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Netanyahu, Edelstein heartened by lower virus rates amid lockdown

As closure extended until Sunday, Israeli leaders say a few more days are needed to establish that infections are indeed falling

People wearing face masks walk in the Beit Hakerem neighborhood in Jerusalem on October 14, 2020, during a nationwide lockdown to prevent the spread of COVID-19 (Olivier Fitoussi/Flash90)
People wearing face masks walk in the Beit Hakerem neighborhood in Jerusalem on October 14, 2020, during a nationwide lockdown to prevent the spread of COVID-19 (Olivier Fitoussi/Flash90)

Prime Minister Benjamin Netanyahu and Health Minister Yuli Edelstein on Wednesday expressed cautious optimism about the declining coronavirus rates, but said more time was needed under lockdown to ensure the pandemic was being brought under control.

“The lockdown steps were correct and important and there is reason for optimism,” said Netanyahu in a Facebook post. “The infection rates are declining considerably.”

The prime minister said experts have warned that the government must wait several more days “for additional data that will point to a further, conclusive and lasting drop in infection.”

“We’re getting there! But we still need several more days and therefore we decided to extend the lockdown until Sunday,” he said, referring to the government’s decision on Tuesday night, which was ratified by lawmakers on Wednesday.

People wearing face masks walk in the Beit Hakerem neighborhood in Jerusalem on October 14, 2020, during a nationwide lockdown to prevent the spread of COVID-19. (Olivier Fitoussi/Flash90)

Netanyahu’s comments were echoed by Edelstein.

“The figures are encouraging, but we must note that every day there are still some 3,000 cases being diagnosed while under lockdown,” said the health minister.

“This can be explained, unfortunately, by the fact that even in places that are permitted [to remain open], people aren’t following the rules,” he added.

Coronavirus czar Ronni Gamzu on Wednesday urged Israelis to get tested for the virus. He also said the government was considering reducing the mandatory quarantine period, according to the Walla news site.

Prime Minister Benjamin Netanyahu (R) taking a 15-minute coronavirus test, October 6, 2020. (Kobi Gideon / GPO)

The so-called coronavirus cabinet is expected to meet Thursday to decide whether to reopen preschools and daycares and allow businesses that don’t see customers to operate from next week.

The rate of positive coronavirus test results is the lowest since July, the Health Ministry said Wednesday morning, with the daily number of new infections nearing the 2,000 mark, below which authorities have determined that the current lockdown measures can start to be eased.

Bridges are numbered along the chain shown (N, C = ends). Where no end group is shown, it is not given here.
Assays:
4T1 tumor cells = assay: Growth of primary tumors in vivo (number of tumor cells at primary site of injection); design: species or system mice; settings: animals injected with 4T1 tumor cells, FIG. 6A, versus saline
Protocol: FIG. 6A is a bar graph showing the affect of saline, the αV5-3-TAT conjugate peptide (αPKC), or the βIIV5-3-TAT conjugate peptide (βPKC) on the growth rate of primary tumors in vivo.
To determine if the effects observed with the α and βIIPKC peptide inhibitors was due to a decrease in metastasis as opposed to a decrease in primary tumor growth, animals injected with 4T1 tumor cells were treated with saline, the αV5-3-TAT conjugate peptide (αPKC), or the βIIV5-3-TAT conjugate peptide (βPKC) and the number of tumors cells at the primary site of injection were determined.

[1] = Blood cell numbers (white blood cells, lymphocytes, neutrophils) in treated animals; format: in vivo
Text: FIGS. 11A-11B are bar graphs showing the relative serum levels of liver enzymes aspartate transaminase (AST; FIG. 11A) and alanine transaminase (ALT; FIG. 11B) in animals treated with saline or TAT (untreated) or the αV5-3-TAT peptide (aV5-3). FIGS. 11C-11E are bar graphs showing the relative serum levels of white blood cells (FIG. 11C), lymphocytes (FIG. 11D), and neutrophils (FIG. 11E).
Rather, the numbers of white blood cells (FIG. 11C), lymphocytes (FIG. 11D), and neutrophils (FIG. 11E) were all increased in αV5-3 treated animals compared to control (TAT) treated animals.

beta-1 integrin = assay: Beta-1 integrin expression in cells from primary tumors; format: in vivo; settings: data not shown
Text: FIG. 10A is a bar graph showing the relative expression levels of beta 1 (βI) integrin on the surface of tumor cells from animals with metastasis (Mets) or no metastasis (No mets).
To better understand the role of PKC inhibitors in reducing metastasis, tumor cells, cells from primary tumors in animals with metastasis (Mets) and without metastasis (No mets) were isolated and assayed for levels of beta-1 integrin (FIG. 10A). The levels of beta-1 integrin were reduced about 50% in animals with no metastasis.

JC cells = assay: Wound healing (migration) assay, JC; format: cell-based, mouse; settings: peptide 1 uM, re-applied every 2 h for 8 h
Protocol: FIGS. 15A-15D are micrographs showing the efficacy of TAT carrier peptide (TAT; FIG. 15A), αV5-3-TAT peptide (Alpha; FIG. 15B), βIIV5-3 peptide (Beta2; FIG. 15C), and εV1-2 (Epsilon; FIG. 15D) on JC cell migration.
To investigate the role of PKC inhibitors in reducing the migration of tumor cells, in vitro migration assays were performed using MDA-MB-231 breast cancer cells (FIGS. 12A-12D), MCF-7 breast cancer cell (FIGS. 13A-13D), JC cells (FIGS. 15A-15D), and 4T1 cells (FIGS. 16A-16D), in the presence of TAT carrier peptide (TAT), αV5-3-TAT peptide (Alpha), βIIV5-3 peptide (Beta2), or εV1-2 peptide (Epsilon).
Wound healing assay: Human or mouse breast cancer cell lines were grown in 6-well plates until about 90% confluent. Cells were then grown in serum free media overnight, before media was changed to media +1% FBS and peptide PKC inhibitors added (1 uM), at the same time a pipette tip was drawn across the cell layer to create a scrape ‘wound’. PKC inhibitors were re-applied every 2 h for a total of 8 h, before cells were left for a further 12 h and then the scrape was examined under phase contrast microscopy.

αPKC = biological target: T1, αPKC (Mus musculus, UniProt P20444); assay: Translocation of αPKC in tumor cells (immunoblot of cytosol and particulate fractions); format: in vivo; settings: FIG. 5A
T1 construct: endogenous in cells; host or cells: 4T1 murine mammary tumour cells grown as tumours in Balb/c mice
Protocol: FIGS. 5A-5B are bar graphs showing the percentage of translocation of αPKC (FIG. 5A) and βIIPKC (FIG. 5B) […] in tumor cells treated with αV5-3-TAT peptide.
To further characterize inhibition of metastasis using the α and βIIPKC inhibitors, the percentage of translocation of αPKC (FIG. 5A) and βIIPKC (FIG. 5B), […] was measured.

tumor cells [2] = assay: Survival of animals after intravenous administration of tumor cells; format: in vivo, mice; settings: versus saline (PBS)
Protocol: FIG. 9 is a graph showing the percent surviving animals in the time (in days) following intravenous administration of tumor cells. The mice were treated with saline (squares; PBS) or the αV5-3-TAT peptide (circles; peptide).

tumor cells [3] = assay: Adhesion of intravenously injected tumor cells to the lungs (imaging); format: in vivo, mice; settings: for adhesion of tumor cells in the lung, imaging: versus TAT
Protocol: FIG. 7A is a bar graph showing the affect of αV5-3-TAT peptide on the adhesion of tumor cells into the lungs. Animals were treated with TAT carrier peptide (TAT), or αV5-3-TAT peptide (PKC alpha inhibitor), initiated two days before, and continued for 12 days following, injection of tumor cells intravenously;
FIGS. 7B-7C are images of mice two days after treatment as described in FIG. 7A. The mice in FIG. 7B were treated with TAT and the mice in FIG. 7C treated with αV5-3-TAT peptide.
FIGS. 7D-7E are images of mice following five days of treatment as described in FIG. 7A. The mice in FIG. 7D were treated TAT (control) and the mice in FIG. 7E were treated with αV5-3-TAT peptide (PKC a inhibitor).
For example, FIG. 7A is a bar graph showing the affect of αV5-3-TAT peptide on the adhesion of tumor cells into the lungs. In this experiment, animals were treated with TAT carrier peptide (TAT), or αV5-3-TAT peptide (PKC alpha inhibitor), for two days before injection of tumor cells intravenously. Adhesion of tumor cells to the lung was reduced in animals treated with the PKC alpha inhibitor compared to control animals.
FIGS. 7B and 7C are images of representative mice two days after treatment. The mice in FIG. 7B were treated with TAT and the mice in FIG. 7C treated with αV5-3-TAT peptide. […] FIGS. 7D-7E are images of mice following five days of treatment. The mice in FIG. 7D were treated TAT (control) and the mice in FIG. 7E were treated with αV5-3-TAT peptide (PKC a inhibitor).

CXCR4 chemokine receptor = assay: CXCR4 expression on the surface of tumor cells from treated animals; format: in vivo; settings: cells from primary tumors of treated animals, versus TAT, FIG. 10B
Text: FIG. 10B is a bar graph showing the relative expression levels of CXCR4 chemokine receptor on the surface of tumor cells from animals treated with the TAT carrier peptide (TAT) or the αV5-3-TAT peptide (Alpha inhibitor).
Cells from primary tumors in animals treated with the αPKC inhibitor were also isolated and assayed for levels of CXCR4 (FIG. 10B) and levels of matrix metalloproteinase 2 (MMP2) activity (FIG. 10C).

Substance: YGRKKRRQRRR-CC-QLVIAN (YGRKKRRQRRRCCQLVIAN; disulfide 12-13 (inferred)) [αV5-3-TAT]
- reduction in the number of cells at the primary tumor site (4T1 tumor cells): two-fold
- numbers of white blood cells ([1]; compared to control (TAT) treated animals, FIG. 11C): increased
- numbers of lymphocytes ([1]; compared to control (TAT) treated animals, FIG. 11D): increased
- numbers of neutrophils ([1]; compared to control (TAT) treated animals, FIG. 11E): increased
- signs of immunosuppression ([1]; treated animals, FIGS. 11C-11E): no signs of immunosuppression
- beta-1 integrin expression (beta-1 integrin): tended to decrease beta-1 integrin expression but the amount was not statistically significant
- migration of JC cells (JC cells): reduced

The ministry said just 2,255 cases were confirmed throughout Tuesday, bringing the country’s total tally since the start of the pandemic to 297,274, of which 48,015 are active cases. Less than three weeks ago, daily infections were above 8,000.

According to the data, 41,536 test results came back Tuesday, 5.4 percent of which were positive. That figure hovered around 15% in late September and has since made a dramatic drop. It had been between 7% and 8% for the past week, as the nationwide lockdown appeared to curb the spread of the virus

However, some suspect that a partial explanation is that some ultra-Orthodox areas — where morbidity rates are higher — have started conducting fewer tests.

The death toll stood at 2,055, according to the ministry. The number of serious patients was at 808, including 240 on ventilators. Another 263 were in moderate condition and the rest had mild or no symptoms.

A medical worker in the coronavirus unit at Ichilov Hospital in Tel Aviv, on July 28, 2020. (Yossi Aloni/Flash90)

The reported threshold for the easing of restrictions is 2,000 new cases per day. Saturday and Sunday both saw drastically lower case tallies, 907 and 1,624 respectively, but those days also saw a significant fall-off in testing levels.

The so-called coronavirus cabinet unanimously voted Tuesday night to extend the ongoing lockdown until Sunday night, pushing off any decision to start easing the sweeping restrictions now in effect across the country.

The lockdown, Israel’s second since the pandemic began, started on September 18 and had been slated to end Wednesday.

The Health Ministry has a phased exit plan spanning four months that would see the country gradually return to normal activity, starting with increased freedom of movement and eventually reopening daycares, schools, synagogues, malls and other venues. The plan would only kick into gear when the national daily tally dips below 2,000 cases and the person-to-person spread is slowed.

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